Using word clouds to display your results
These features include:
- selecting how many items are displayed
- specify the size variation between different words
- choose the colours used
- decide whether to categorise literals as separate words or as complete responses
- create clouds from open responses or from the labels of coded responses
- automatically categorise open responses using a stop list to stop common words such as “and” or “the” being included in the word cloud
This worksheet shows how to create a word cloud automatically from participants’ comments. It also describes how to change the number of items displayed in your word cloud and tells you how to remove words from a word cloud.
This worksheet uses the Crocodile Rock Cafe survey supplied with Snap Desktop.
This step describes how to display comments as a word cloud by using auto coding.
- In Survey Overview, open the Crocodile Rock Cafe survey supplied with Snap Desktop.
- Click Analysis Cloud on the Snap Desktop toolbar. This opens the Analysis Definition window to create a cloud.
- In Analysis, enter Q9. This question asks the participant to give any comments about their visit.
- Click Apply to display the word cloud.
If you wish to have more items in your word cloud, change the code limit.
- In the Analysis Definition, select the Auto Coding tab. This tab shows how your data will be coded. These settings may be different, depending on the tailoring defaults set up. Unless you have patterns applied to literals, you would normally use Words for literals and Values for everything else. If you use Values for literals, the complete response is used rather than individual words.
- Change the value in Limit codes to 20.
- Click Apply to see the change in your word cloud.
As the words are collected from all responses, there may be some words that are not helpful to have in your cloud. The Word Cloud example used contains the word “bit”, which is not needed. You can adjust which words are displayed for an individual cloud by creating a new variable that can be edited repeatedly and analysed.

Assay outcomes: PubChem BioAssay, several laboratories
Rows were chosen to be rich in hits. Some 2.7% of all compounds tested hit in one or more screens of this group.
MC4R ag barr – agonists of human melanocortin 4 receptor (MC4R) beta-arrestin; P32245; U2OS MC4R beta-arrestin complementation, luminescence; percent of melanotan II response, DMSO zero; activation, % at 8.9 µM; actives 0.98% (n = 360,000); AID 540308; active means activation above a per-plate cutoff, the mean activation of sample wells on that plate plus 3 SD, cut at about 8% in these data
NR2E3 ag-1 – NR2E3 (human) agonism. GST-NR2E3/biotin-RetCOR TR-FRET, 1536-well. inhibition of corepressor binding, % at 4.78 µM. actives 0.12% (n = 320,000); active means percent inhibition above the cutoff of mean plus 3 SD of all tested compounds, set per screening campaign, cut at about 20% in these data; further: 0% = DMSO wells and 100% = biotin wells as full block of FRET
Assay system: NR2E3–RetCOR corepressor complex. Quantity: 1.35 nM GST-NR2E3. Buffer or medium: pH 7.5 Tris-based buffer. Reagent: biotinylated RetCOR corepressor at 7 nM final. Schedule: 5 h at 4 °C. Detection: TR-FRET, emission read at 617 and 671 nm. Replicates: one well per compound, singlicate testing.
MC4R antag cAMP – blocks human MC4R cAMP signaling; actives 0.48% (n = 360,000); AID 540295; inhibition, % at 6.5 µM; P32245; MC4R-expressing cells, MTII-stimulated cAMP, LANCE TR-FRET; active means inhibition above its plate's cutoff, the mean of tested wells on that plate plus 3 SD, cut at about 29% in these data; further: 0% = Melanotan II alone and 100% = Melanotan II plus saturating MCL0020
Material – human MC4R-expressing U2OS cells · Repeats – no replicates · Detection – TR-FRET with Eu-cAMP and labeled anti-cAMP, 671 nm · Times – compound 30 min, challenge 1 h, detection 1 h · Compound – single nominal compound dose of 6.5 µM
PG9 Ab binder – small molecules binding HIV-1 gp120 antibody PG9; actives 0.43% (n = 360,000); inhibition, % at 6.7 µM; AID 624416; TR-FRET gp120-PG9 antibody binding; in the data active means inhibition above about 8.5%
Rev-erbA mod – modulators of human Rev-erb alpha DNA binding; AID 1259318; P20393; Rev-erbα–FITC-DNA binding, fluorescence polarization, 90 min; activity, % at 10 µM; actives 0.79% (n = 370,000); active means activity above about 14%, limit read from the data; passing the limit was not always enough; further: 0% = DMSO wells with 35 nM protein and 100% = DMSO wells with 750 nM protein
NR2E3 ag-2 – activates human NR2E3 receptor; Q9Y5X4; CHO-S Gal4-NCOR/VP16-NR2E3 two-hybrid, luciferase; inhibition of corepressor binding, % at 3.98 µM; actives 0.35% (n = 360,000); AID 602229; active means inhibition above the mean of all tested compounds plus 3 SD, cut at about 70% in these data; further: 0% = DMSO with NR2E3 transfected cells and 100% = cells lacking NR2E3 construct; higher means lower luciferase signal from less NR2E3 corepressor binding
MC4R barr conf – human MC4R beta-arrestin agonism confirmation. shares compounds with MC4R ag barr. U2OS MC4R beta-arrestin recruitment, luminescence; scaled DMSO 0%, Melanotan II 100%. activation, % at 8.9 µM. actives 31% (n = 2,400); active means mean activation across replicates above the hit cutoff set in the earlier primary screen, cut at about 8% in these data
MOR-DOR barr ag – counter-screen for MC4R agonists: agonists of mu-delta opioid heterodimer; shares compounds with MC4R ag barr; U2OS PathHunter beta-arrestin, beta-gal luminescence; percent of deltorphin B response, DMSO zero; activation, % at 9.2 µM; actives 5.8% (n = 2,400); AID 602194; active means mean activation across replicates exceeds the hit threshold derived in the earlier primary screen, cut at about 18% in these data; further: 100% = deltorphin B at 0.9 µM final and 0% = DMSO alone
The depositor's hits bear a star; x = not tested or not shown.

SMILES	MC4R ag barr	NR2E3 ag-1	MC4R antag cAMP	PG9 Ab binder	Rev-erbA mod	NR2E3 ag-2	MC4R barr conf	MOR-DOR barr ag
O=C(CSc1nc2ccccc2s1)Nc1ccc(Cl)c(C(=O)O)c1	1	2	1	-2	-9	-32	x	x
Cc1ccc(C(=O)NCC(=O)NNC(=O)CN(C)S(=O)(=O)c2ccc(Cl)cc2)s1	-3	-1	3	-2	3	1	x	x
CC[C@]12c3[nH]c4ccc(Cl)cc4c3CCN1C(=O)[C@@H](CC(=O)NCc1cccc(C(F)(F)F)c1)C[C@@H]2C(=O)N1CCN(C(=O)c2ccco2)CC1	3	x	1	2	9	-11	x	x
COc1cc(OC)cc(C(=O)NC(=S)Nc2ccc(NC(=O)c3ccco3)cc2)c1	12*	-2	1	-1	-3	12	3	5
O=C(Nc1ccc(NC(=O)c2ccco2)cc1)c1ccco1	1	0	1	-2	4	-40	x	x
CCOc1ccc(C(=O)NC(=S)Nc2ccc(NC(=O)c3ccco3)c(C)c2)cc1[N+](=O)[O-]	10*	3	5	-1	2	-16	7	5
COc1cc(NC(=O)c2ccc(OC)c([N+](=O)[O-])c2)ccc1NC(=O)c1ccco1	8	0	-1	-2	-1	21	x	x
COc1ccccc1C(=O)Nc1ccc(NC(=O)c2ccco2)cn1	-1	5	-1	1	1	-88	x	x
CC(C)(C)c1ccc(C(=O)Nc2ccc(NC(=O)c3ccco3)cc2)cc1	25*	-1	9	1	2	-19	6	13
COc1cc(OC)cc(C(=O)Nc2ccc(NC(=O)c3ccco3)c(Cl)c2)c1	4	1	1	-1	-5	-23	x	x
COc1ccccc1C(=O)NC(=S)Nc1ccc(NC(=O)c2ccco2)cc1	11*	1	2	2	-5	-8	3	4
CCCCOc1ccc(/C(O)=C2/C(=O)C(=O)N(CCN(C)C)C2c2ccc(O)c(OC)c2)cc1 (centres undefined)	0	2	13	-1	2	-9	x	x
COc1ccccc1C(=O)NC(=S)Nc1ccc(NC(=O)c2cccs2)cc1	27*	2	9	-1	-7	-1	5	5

- Click Analysis Variables on the Snap Desktop toolbar. This opens the Analysis Variables window showing the list of analysis variables. The dialog below shows two automatically created analysis variables, AV.Q9 and AV.Q9.a. The AV part of the name tells you it is an auto category variable. The next part is the name of the variable that it comes from, and the last part makes the variable unique. The dialog shows the variables created for the two word clouds for Q9, one with 12 items and one with 20
- Select the variable AV.Q9.a and click Clone on the toolbar to make a copy of it. This is the variable used for the twenty code word cloud. (You can find out which variable was created automatically for an analysis by using the Sources and Dependents button on the Analysis Variables window toolbar.)
- The new variable should open automatically. Click Choose codes . This displays a new Include column.
- The first twenty items in the list will be used in a word cloud. Clear the Include box to remove “bit” from the word cloud.
- If you remove “bit” from the list of visible items, the item at number 21 will replace it. If you do not want this item to be used clear the Include box next to it.
- Clear Include for “1” and “24”. Any excluded words are added to the Stop words.
- Click Stop words to show the excluded words. Removing a word from the list will add it to the included list again. Click OK.
- Click Save to save your new variable.
You now need to edit your analysis to use your new variable.
- Open the Analysis definition for your word cloud.
- In Analysis, enter the new auto category variable created in Step 3
- Click Apply to see the result. The words “1”, “24” and “bit” have been replaced.
This tutorial has shown you how to display comments as a word cloud. You can also display other types of questions as word clouds. For example, it’s easy to see which type of food is most popular at the cafe.
If you would like to find out more about word clouds, see the topic Overview of word clouds. This covers creating clouds from any type of variable. To find out about changing the word cloud’s appearance, see the topic Word cloud appearance.
If there is a topic you would like a tutorial on, email to email@example.com